Bermudian reinsurance firm and third-party capital management specialist RenaissanceRe (RenRe) has revealed that it estimates its net third-quarter catastrophe losses, from recent hurricanes and earthquakes, at $625 million. The firms third-party capital vehicles and joint-ventures will also be taking a share of its ultimate loss.
RenRe said that hurricanes Harvey, Irma and Maria and the Mexico City earthquake all add up to a negative impact of $625 million on the reinsurance firms Q3 2017 results.
RenRe breaks the events down as $225 million from hurricane Harvey and $175 million from hurricane Irma.
The fact Irma is the lower of the two hurricane losses likely reflects RenRe’s move away from being such a Florida focused reinsurer over the last few years, and also that the company can call on more of its retrocessional reinsurance and third-party capital partners to share the burden from Florida losses.
Less accuracy is given to the more recent losses, with RenRe estimating that hurricane Maria and the Mexico City earthquake will have contribute a $225 million dent to its Q3 results combined.
The reason for less accuracy around the latter two catastrophe events is that there is much greater uncertainty still and RenRe warns that the hurricane Maria and Mexico quake losses could increase.
“These estimates may be even more uncertain for the two more recent events, Hurricane Maria and the Mexico City Earthquake because, among other things, recovery, insurance loss adjusting and exposure estimates are at earlier stages. Furthermore, seismic events such as the Mexico City Earthquake generally have longer development periods than windstorm events, which may be amplified in this instance by dynamics such as the risk of geological liquefaction and the potential for uncertainty in claims adjudication. In respect of Hurricane Maria, recovery efforts are ongoing and expanding, with power outages, infrastructure damage, communications disruptions and other issues complicating loss mitigation and estimation.”
A more accurate estimate of these losses will be given in the firms third-quarter results.
Kevin J. O’Donnell, CEO of RenaissanceRe, said; “We extend our sympathies to all those affected by these recent catastrophic events, and recognize their enormous human impact. As we have always done, we stand ready to help rebuild the many affected communities by serving our customers and paying claims.”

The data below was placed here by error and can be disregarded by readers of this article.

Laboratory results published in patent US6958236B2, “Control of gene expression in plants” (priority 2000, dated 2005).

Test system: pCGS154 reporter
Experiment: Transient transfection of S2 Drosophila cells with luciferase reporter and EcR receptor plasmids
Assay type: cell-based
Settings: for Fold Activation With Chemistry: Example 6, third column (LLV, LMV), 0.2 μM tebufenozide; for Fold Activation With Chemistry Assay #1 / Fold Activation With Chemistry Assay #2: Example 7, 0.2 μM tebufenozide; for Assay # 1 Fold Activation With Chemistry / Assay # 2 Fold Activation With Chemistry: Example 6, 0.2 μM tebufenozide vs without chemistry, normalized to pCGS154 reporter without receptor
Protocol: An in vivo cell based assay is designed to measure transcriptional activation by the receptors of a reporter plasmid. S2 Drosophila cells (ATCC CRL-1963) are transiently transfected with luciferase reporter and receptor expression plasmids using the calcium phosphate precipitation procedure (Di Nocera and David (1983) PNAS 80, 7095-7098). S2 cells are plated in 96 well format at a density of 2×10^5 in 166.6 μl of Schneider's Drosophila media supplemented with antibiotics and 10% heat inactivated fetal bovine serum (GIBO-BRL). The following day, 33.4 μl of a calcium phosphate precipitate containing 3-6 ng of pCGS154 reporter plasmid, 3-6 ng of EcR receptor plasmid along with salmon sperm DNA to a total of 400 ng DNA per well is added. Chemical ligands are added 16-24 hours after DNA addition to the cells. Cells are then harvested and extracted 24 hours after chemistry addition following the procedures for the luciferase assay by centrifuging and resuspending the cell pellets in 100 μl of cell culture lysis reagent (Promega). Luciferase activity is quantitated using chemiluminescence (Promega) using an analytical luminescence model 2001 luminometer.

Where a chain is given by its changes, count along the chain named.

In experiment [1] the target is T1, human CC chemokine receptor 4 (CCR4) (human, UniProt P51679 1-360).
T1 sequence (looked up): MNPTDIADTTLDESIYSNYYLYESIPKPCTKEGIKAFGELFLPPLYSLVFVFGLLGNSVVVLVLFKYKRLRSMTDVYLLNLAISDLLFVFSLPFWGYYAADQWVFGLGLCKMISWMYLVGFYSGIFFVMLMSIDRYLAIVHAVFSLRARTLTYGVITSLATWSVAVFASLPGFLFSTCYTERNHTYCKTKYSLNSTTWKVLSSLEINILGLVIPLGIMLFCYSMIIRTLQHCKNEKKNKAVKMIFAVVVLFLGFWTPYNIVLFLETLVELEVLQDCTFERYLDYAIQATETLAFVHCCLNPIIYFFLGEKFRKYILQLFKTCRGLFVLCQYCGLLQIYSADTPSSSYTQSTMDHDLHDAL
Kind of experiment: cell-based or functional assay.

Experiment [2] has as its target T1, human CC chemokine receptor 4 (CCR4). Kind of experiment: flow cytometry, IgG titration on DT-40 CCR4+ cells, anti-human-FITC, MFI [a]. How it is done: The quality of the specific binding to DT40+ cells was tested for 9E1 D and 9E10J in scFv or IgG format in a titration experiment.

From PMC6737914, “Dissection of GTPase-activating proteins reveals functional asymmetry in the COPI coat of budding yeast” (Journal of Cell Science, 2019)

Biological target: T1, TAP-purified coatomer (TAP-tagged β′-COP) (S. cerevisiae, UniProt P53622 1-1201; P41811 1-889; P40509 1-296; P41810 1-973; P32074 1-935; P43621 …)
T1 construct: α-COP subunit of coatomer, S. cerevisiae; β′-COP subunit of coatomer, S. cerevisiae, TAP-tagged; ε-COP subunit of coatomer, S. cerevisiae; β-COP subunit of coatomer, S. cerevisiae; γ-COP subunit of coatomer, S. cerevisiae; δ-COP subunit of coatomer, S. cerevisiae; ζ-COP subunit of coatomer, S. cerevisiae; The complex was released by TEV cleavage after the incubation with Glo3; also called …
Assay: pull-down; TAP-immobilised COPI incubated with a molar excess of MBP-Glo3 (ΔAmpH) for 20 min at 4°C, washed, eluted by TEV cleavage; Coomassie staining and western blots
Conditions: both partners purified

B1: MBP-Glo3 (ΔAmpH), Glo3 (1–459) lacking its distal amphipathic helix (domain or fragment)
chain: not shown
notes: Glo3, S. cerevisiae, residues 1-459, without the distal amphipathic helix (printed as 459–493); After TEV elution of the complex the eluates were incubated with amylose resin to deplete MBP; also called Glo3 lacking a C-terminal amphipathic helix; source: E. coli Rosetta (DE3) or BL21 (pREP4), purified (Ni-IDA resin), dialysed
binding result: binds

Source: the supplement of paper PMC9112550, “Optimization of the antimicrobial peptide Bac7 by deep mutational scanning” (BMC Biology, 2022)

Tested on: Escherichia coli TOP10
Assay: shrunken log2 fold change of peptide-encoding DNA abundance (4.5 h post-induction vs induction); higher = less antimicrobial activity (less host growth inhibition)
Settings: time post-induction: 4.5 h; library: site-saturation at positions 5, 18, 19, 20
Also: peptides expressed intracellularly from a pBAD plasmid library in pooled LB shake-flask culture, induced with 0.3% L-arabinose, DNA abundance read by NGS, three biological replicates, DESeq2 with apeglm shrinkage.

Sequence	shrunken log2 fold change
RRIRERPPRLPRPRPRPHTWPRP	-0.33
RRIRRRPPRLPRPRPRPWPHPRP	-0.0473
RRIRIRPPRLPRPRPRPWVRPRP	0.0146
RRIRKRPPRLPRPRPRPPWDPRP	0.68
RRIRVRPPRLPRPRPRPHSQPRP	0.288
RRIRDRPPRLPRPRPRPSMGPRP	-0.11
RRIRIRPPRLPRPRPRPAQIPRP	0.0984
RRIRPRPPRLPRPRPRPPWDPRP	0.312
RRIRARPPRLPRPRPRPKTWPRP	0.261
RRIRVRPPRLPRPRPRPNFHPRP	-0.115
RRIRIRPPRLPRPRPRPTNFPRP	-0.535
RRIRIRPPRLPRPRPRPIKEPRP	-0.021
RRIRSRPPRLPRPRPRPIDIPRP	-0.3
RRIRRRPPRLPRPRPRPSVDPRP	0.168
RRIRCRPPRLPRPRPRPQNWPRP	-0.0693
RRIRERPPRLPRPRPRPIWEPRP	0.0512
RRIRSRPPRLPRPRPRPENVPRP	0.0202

How much RenRe’s gross losses are we may never fully understand, but it is certain that the reinsurers third-party capital vehicles, such as its Upsilon retro ILS strategy, the DaVinci Re reinsurance vehicle, perhaps even its Top Layer JV with State Farm, and perhaps other mandates it has with larger ILS investors, are likely all to have shared in at least some of the losses from these major events.
RenRe is also a significant user of retrocession, so other markets (including ILS) will have shared in RenRe’s losses as well, through its retro program, at least some of which is likely fully collateralized. We understand that RenRe also buys industry loss warranty (ILW) protection, so it is possible that some losses will fall here as well.
Interestingly, analysts at Keefe0 Bruyette & Woods (KBW) noted that RenRe’s losses could represent almost 13% of 2017 shareholders equity, but the reinsurers share price has only fallen just under 5% since before Harvey struck.
That suggests two things, that RenRe has taken a higher share of losses than its market share alone would have suggested, the analysts say, and that its share price could come under a little pressure as a result of the announcement.
But, KBW says that RenRe is likely one of the winners should property catastrophe reinsurance pricing rise, after recent events, with its market positioning enabling it to take advantage of rising prices and increase its premiums written.
RenRe can also command more third-party capital from its ILS investors, if the opportunity allows, so the reinsurer will be well-positioned going into January renewals.